DNA was extracted from the swabs using chemical and mechanical lysis as we have previously reported . 16S rRNA gene hypervariable region 3 (V3) amplicons were generated via PCR amplification using primers as reported by Bartram . Amplicons were sequenced on the Illumina MiSeq instrument using paired-end reads at the University of Minnesota Genomics Center. Environmental and reagent control samples consisting of unused nylon-flocked swabs were processed alongside subject samples. Samples were PCR amplified using the minimum number of PCR cycles (≤ 35) necessary to produce a visible band upon agarose gel electrophoresis. In all cases, control samples did not produce a visible band on agarose gel electrophoresis.
To determine 16S rRNA gene copy numbers for each sample, quantitative PCR (qPCR) was performed on 36 samples done in triplicate in 20 μl reactions using 16S rRNA qPCR primers 338-F (5′ -ACTCCTACGGGAGGCAGCAG-3′) and 518-R (5′-ATTACCGCGGCTGCTGG-3′) at a final concentration of 0.3 μmol/L for each primer. The SYBR Select Master Mix kit (Life Technologies, Grand Island, NY) was utilized for qPCR on the Stratagene (Agilent) Mx3000P ThermoCycler. Cycling conditions were performed according to the kit’s specifications (95 °C for 1 min, 55 °C for 30 s, and 95 °C for 30 s), followed by a melting curve. The standard curves for absolute quantification of 16S rRNA gene copy numbers were constructed using the DH5α Escherichia coli strain by initially creating an end-point PCR product of the DH5α strain with universal 16S rRNA gene primers Bact-27F and Bact-1492R . The standard curve was created using tenfold serial dilutions from concentrations of 3.99 × 101 to 3.99 × 107 copies per milliliter.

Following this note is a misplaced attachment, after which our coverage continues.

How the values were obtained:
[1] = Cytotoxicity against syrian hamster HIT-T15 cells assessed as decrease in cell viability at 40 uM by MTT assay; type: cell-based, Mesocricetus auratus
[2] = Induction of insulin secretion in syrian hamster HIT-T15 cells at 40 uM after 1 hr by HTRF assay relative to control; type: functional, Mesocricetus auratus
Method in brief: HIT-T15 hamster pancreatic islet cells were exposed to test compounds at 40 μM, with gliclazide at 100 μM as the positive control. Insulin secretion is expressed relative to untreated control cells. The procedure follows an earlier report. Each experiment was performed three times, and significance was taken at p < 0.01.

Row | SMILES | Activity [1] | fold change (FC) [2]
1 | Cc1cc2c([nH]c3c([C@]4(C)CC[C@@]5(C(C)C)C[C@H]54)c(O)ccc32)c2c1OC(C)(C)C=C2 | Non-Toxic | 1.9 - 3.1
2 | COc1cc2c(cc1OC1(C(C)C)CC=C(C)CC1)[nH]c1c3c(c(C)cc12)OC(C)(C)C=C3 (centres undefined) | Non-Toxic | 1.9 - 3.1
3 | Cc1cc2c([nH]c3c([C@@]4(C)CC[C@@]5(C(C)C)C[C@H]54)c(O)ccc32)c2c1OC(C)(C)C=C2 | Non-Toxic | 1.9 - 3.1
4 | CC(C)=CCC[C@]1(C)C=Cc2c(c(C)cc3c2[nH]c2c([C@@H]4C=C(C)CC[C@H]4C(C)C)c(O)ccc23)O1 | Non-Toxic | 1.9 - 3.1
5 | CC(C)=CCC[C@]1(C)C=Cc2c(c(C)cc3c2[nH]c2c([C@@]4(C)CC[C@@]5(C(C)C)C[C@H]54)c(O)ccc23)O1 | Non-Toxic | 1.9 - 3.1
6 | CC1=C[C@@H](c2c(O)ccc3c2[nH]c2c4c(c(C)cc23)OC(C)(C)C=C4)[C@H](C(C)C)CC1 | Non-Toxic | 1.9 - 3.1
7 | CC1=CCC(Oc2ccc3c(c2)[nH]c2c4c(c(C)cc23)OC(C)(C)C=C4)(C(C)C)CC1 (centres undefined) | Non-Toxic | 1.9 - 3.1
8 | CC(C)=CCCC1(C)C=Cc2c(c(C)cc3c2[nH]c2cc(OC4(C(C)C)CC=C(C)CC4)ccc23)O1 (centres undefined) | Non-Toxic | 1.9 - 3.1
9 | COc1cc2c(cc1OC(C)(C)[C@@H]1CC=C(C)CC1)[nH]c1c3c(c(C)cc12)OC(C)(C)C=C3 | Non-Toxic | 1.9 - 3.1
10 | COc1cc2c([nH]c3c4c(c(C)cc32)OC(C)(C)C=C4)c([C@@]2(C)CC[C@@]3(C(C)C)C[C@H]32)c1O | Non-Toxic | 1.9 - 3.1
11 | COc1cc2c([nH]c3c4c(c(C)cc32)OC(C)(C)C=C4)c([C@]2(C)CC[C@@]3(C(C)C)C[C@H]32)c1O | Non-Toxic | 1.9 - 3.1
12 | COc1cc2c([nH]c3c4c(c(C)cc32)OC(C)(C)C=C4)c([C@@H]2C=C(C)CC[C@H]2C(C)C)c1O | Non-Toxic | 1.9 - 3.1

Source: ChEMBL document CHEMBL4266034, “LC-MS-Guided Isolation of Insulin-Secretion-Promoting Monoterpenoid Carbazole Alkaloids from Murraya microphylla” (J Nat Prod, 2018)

Using the rarefied data set, we employed SourceTracker [29, 30] to assess the contributions to the lung microbiota. We evaluated each subject’s bronchial and lung tissue microbiota separately and provided only the subject’s own oral and nasal microbiota as potential sources.
Control and sample similarity was assessed with β-diversity using Bray-Curtis distance on the full data set. Following removal of Lactobacillus and rarefaction to 563 sequences, the remaining 35 subject samples were assessed again using β-diversity and PERMANOVA. PERMANOVA revealed clustering by sequencing batch, necessitating statistical adjustment for batch effects prior to further PCoA or PERMANOVA testing. Adjustment for the sequencing batch effects was accomplished within R (using biom, base stats, and vegan packages) by applying a linear model including the batch effect to the rarefied data set, resulting in the β-diversity data set. The top 10 OTUs were also plotted to indicate their contributions to the PCoA clustering.
The similarity of each subject’s paired bronchial and lung tissue samples (in comparison to the similarity between one subject’s bronchial sample and a different subject’s lung tissue sample) was assessed with permutation testing. The observed value was the average distance of the diagonal values in the Bray-Curtis distance matrix (the within-subject bronchial and lung tissue similarities). The data in each sequencing batch were then permuted separately to account for batch effects. In the first batch with three subjects, there were six permutations; in the second batch with five subjects, there were 120 permutations. In total, there were 6 × 120 = 720 permutations. The average distance was calculated for each permuted pair; then, the p value was calculated by the percentage that the observed value was greater than or equal to the permutation values.